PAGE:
The State of the Union has, I think, a significant impact on peoples’ impressions and tone of American policy, but not on the specifics of policy. They use it as a way to judge whether the United States is reaching out, whether we are in fact seeing ourselves as part of an international community that is interdependent.
They will look at the State of the Union on whether there are any major red flags that go up about issues that we should be worried about. For example, the “Axis of Evil” in the State of the Union a few years ago, was immediately a flag about North Korea, Iran and Iraq.
I think similarly now people will be looking at the State of the Union on what kinds of flags go up. Are there issues that we should be worried about? What is the tone of American foreign policy going to be like? But I don’t think they’re going to be looking at it as a source of inspiration for solutions.
The challenge for the president will be can he do something that either allows the Iraq strategy to gain some new sustenance, or is he going to focus attention on other issues? The reality is he’s got a whole series of crises. He’s got Iraq, the Middle East peace process in general, Iran, North Korea. And then he’s got broader questions that he has to deal with – the rise of India, the rise of China, and how we incorporate those in our foreign policy strategy. And the likelihood that he’s going to be able to give us a sense of a cohesive strategy that grapples with these massive questions that we’re facing today is extremely extremely low.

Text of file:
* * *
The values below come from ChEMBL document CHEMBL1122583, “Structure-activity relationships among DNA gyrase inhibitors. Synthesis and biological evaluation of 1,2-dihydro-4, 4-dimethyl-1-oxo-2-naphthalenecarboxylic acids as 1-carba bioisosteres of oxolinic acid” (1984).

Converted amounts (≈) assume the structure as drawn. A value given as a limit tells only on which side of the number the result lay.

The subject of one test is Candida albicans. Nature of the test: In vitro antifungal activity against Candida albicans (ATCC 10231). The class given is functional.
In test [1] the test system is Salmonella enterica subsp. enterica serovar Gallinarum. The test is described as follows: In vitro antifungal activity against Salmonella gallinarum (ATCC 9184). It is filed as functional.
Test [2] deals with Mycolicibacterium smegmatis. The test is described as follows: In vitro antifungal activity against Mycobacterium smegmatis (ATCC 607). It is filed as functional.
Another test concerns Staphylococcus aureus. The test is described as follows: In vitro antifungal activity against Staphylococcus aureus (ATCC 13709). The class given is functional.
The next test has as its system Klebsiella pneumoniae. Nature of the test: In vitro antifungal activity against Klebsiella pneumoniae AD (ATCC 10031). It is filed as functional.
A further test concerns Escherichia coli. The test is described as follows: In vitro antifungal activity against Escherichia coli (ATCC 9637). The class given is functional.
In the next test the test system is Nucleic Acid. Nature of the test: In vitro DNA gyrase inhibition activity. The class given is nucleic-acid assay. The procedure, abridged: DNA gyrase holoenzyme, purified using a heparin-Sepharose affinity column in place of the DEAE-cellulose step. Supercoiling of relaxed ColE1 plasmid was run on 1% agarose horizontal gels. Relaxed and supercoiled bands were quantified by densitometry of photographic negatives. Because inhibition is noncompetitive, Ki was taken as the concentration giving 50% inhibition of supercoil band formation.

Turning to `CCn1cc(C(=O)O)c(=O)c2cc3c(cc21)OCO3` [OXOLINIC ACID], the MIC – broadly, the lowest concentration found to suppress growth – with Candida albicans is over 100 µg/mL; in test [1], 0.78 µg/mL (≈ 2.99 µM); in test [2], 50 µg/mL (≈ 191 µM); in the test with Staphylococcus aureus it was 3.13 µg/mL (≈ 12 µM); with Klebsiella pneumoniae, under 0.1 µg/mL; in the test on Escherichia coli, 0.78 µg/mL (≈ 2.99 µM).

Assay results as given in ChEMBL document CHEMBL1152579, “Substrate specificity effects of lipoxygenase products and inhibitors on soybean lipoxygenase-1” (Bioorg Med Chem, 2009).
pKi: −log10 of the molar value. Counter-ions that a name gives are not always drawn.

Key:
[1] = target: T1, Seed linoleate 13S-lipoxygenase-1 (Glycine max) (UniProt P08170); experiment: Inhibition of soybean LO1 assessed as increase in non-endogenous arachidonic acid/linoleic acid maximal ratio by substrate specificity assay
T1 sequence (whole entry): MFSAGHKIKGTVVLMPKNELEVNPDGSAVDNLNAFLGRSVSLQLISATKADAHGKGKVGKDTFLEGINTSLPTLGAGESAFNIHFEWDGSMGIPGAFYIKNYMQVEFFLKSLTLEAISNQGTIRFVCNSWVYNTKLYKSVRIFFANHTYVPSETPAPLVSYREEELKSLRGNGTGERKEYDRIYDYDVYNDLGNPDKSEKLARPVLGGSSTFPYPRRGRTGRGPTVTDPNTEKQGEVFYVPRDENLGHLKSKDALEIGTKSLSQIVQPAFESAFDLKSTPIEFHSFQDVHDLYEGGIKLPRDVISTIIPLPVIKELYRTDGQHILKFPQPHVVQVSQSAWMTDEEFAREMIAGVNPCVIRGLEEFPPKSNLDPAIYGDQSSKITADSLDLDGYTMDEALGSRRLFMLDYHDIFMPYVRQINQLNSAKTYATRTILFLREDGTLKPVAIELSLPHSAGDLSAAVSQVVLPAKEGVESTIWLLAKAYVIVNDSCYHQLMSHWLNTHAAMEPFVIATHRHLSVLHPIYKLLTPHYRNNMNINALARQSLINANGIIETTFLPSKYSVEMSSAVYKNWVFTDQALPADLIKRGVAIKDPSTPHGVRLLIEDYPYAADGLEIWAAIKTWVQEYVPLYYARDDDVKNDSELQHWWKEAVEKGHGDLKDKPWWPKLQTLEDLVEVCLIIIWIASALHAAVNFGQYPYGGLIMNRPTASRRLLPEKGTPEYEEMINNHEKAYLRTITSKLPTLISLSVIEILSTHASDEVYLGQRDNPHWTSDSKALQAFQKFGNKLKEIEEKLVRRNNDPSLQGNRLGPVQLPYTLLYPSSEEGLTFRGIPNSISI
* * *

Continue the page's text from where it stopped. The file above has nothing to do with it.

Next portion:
I think one of the important things for us to think about as a nation is an irony that we face today. We are the most powerful nation on earth, we have the most powerful military that we have ever seen in history, we have a nuclear arsenal that can wipe out any country in the world, and yet at the same time we haven’t been able to achieve our objectives in Iraq and Afghanistan. The war on terror is one that is actually not progressed in a positive way. Terrorism has spread even further in the past years. And so, I think the interesting question for the president is will he grapple with these realities? Will he be honest with himself and the American people about the difficulties that we face in the limits of American power today and what is it that can be done to actually advance our security interests?
Iranian security forces are beginning to close the space for both activism and analytical inquiry.
The most relevant aspect of OPEC now is where it has reached beyond its organisation, which is Russia, and whether that can be sustained or formalised.
Everything old is new again. The George W. Bush administration tried something very similar under the rubric of the "GCC-plus-two," the two being Egypt and Jordan...these kinds of efforts to coalesce the broader Middle East around the common threat of Iran ultimately do not succeed, mostly because of the divergent interests and threat perceptions of each government, as well as the historical frictions between major Arab states, such as Saudi Arabia and Qatar.